RAIL TRAFFIC RISES, BUT AN UNCERTAIN QUARTER LOOMS

RAIL TRAFFIC RISES, BUT AN UNCERTAIN QUARTER LOOMS

Rail freight traffic in the third quarter slightly accelerated the trend of modest improvement over last year, but analysts are far from certain that carriers can match record traffic levels posted in the last three months of 1994.

JOCPEth cost control efforts continuing and traffic running 4.1 percent ahead of last year in September and 3 percent ahead in the third quarter, analysts predict a solid earnings performance from the major carriers, with the exception of Southern Pacific Lines.Individual carriers begin reporting their earnings today, when Illinois Central Railroad meets with industry analysts. Other major carriers will report their third-quarter results over the next two weeks.

Analysts are less certain about traffic comparisons, which have to stack up against a fourth quarter of 1994 that saw 7.3 percent carload freight growth over 1993 levels and a 15 percent increase in intermodal shipments.

"Comparisons to last year are very tough," said Brian Routledge, an analyst for Prudential Securities. "Our internal economic view is that the recovery from the slowdown is probably going to be fairly modest."

"From a revenue standpoint, the railroads will continue to see grain bailing them out from results in the more cyclical traffic areas," Mr. Routledge said.

Scott Flower, a Paine Webber analyst, agreed, saying the economy may be improving less than expected.

"The peak out of the trough is not going to be much above the trough. In other words, we're going from the bottom of the gutter to the top of the gutter," he said.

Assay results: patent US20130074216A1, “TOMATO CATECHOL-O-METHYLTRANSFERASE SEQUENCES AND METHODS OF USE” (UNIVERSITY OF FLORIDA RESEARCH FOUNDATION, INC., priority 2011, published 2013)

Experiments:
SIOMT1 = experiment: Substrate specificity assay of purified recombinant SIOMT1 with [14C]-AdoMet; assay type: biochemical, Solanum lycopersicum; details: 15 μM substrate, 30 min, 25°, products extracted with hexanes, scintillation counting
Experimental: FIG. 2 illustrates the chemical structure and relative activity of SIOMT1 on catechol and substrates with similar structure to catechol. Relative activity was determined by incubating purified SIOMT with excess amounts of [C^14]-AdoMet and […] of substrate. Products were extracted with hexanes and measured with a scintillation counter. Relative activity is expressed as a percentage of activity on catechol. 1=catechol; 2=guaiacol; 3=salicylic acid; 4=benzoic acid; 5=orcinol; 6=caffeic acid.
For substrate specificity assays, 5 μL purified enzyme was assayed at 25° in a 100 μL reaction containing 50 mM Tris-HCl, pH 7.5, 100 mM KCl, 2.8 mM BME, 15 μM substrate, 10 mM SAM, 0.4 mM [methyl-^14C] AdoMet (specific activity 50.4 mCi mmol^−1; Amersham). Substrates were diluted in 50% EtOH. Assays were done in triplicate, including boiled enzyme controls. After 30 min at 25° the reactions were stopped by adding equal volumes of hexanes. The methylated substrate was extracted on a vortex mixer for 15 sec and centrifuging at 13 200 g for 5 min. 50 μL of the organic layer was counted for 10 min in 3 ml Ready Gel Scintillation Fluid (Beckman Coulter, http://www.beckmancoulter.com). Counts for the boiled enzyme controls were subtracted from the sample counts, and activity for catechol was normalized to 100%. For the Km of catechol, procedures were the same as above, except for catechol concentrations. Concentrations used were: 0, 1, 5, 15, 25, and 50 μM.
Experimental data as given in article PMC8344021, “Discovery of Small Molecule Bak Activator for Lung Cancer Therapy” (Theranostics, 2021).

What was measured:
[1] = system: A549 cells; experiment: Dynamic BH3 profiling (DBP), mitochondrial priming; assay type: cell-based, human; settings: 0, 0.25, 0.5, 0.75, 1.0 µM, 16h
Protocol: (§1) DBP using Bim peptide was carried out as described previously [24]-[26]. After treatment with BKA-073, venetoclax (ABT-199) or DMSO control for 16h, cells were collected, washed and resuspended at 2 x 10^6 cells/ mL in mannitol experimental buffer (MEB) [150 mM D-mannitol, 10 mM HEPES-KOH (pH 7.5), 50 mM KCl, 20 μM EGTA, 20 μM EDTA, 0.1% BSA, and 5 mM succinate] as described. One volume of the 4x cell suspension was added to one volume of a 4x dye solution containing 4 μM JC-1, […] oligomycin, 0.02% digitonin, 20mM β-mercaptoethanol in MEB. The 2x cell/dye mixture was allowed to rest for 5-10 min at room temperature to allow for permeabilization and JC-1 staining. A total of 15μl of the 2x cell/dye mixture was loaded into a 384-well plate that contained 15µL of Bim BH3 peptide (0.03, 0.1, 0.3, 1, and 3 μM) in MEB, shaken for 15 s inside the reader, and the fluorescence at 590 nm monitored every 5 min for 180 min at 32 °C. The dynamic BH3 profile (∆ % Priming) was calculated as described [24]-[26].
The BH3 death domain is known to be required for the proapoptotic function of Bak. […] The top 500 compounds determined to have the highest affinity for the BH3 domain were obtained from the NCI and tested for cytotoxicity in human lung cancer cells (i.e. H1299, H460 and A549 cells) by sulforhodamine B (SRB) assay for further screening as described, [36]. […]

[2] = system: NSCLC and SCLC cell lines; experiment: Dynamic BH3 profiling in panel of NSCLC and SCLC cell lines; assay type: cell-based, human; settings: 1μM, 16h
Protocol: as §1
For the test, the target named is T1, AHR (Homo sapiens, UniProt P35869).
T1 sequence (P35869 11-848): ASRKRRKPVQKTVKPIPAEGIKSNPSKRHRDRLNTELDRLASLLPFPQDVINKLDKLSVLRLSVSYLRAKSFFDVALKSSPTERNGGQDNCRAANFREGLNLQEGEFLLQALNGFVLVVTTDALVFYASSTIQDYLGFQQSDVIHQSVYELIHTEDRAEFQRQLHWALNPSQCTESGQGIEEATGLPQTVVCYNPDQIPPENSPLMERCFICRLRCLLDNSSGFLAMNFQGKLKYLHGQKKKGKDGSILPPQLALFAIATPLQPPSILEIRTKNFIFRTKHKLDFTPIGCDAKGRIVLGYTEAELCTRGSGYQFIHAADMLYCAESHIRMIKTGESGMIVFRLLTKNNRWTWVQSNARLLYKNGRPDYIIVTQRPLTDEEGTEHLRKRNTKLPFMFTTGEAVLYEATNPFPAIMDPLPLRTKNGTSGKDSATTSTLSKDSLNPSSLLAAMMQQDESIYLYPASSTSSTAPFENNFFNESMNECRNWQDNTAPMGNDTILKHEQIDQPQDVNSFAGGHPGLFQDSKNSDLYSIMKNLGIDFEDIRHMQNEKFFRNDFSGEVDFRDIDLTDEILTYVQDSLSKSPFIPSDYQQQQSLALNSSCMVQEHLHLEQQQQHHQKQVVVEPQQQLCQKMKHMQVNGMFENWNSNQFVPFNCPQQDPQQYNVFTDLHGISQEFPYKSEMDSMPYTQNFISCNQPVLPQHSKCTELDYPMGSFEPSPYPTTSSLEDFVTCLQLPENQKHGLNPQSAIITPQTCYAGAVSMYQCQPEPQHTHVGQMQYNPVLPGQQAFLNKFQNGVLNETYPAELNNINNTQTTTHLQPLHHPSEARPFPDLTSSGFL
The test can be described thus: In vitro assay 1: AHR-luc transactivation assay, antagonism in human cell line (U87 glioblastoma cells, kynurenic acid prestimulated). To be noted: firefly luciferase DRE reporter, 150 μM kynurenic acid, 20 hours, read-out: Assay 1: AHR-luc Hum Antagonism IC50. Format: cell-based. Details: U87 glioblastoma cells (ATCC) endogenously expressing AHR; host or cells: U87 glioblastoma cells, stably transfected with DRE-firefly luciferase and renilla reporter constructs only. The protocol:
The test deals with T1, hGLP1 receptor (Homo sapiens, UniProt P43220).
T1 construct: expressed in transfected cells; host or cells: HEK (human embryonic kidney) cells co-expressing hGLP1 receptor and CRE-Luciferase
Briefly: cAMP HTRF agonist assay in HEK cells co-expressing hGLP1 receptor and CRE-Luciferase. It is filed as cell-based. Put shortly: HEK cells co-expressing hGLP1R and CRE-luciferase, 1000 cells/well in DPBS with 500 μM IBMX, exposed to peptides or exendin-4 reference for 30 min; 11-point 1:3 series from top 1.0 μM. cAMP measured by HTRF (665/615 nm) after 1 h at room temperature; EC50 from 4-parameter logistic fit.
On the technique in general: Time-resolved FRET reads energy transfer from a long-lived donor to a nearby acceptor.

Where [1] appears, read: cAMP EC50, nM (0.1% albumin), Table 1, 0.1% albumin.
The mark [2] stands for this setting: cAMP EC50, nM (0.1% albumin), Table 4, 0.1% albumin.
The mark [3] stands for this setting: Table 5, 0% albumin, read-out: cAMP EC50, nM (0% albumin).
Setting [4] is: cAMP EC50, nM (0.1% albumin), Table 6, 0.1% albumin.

"The third quarter ended on a slightly more positive note than the second quarter, but when you get beneath the numbers it was substantially similar sluggish traffic," Mr. Flower said.

Southern Pacific posted the largest volume growth at 9 percent, but analysts said results would be hurt by difficulties with maintaining cost controls.

Other volume leaders were Burlington Northern and Union Pacific, both up 6 percent last month. Conrail showed the largest decline at 3 percent.

Among carload commodities, grain continued to be the strongest group with a 21 percent year-to-year increase. Coal volume picked up 4 percent as utilities began to rebuild stockpiles affected by late summer heat waves. Chemicals traffic rose 3 percent.

Automotive shipments were 8 percent higher during a four-week Teamsters strike against Ryder Automotive Operations Inc., the nation's largest car hauler. Based on industry averages, the railroads handled approximately 100,000 more motor vehicles in multi-level cars last month than the prior year.

While carload freight volumes improved overall, intermodal continued to slide downhill with little sign of a significant upturn on the horizon.

Shipments handled were 2.1 percent lower in September and 2.6 percent lower in the second quarter.

"The pressure will be on intermodal through the fourth quarter and probably into mid-1995," said Doug Rockel, a Furman Selz analyst. "We see little evidence that will change. Truckers have been unusually aggressive in pulling TOFC (trailer on flatcar) service off the railways."

"It never ceases to amaze me how trucking companies can run freight at prices that from an economic standpoint cannot be making these guys any money," Mr. Routledge said.

"Western carriers are seeing much more buoyant traffic," Mr. Flower said. ''Burlington Northern and Santa Fe are showing terrific numbers in different parts of the product mix. They have a full head of steam, despite the economy. Santa Fe's intermodal is spectacular, given the market environment. It's a reflection of the real strength of the service product and the business strategy."

Santa Fe's intermodal volume was up 11 percent in September and 8 percent in the quarter. The other carriers' combined volumes were down 5 percent during the third quarter and 6 percent in September.